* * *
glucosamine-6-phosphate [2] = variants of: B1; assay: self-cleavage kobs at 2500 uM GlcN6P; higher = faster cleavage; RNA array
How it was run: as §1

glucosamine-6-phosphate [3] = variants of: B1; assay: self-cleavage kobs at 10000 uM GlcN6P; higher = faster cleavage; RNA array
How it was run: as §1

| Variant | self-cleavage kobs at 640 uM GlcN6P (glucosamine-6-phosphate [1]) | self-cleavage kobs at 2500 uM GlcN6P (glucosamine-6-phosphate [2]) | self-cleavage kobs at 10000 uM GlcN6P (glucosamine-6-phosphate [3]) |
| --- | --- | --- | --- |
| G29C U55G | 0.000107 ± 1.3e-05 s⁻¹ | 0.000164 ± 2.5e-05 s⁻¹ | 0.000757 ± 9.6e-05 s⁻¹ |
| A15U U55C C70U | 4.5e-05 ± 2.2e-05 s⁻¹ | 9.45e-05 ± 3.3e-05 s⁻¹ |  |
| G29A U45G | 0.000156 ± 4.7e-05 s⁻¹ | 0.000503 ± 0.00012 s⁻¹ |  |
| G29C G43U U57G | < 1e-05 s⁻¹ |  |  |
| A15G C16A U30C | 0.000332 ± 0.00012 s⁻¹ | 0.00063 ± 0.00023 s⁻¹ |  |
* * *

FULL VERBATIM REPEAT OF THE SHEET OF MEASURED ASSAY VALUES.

glucosamine-6-phosphate [2] = variants of: B1; assay: self-cleavage kobs at 2500 uM GlcN6P; higher = faster cleavage; RNA array
How it was run: as §1

glucosamine-6-phosphate [3] = variants of: B1; assay: self-cleavage kobs at 10000 uM GlcN6P; higher = faster cleavage; RNA array
How it was run: as §1

| Variant | self-cleavage kobs at 640 uM GlcN6P (glucosamine-6-phosphate [1]) | self-cleavage kobs at 2500 uM GlcN6P (glucosamine-6-phosphate [2]) | self-cleavage kobs at 10000 uM GlcN6P (glucosamine-6-phosphate [3]) |
| --- | --- | --- | --- |
| G29C U55G | 0.000107 ± 1.3e-05 s⁻¹ | 0.000164 ± 2.5e-05 s⁻¹ | 0.000757 ± 9.6e-05 s⁻¹ |
| A15U U55C C70U | 4.5e-05 ± 2.2e-05 s⁻¹ | 9.45e-05 ± 3.3e-05 s⁻¹ |  |
| G29A U45G | 0.000156 ± 4.7e-05 s⁻¹ | 0.000503 ± 0.00012 s⁻¹ |  |
| G29C G43U U57G | < 1e-05 s⁻¹ |  |  |
| A15G C16A U30C | 0.000332 ± 0.00012 s⁻¹ | 0.00063 ± 0.00023 s⁻¹ |  |